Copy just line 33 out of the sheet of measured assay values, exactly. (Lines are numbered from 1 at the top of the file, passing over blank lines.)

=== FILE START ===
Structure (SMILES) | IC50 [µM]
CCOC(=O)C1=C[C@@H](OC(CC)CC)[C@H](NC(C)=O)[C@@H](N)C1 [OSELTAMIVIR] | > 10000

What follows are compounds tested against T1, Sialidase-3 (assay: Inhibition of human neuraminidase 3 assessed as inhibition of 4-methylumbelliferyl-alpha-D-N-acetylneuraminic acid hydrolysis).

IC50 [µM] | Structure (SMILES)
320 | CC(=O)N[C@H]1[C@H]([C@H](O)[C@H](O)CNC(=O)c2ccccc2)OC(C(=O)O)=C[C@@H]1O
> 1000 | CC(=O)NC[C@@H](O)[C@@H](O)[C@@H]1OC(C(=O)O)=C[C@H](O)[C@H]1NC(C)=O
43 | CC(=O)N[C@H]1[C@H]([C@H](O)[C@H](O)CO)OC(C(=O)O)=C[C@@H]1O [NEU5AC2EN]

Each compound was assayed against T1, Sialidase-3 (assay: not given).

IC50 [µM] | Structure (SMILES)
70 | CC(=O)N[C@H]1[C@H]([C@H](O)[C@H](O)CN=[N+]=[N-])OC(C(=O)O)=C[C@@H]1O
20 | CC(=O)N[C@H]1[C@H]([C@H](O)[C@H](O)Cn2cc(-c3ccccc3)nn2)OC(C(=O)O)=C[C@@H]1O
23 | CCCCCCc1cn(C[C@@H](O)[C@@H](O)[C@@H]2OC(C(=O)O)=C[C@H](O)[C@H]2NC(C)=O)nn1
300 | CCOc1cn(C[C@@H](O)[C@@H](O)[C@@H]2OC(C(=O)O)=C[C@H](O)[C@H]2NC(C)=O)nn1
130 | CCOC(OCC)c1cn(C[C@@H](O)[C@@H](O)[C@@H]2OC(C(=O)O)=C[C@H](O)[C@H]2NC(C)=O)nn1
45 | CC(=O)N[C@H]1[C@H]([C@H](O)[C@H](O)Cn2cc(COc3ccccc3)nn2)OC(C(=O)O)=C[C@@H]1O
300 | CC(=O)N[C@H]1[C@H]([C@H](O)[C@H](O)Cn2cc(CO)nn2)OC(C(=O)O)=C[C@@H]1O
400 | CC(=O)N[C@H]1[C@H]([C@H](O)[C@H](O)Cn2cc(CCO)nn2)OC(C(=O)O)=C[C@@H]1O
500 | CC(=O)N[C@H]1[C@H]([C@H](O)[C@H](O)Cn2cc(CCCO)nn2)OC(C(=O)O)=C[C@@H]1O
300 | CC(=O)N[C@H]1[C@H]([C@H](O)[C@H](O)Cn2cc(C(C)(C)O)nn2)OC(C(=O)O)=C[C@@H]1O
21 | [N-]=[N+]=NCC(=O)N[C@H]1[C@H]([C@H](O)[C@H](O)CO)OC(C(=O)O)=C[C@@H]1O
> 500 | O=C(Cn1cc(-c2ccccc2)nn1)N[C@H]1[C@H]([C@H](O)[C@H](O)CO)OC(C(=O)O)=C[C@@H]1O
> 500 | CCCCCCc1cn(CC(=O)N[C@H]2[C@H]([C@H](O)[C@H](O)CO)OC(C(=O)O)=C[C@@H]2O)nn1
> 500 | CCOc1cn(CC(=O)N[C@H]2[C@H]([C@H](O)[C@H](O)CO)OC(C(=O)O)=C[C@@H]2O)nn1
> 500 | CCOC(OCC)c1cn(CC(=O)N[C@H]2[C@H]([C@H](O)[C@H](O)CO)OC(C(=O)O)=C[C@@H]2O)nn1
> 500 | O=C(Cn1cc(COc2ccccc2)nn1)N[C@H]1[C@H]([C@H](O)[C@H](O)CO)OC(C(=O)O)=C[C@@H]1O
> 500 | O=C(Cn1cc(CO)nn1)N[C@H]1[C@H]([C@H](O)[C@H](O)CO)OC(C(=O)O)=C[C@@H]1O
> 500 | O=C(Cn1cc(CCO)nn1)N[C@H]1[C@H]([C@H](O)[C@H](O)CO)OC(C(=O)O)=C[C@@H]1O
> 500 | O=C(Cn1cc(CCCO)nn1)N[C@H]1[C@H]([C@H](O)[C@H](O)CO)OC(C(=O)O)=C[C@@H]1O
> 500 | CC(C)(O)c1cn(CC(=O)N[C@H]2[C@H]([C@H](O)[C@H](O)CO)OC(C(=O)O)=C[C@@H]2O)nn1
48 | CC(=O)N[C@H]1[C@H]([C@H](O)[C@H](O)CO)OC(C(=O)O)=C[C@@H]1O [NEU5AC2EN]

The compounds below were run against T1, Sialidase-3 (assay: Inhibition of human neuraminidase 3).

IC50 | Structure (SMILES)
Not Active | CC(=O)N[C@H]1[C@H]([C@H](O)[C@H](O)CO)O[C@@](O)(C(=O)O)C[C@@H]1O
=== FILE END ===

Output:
Not Active | CC(=O)N[C@H]1[C@H]([C@H](O)[C@H](O)CO)O[C@@](O)(C(=O)O)C[C@@H]1O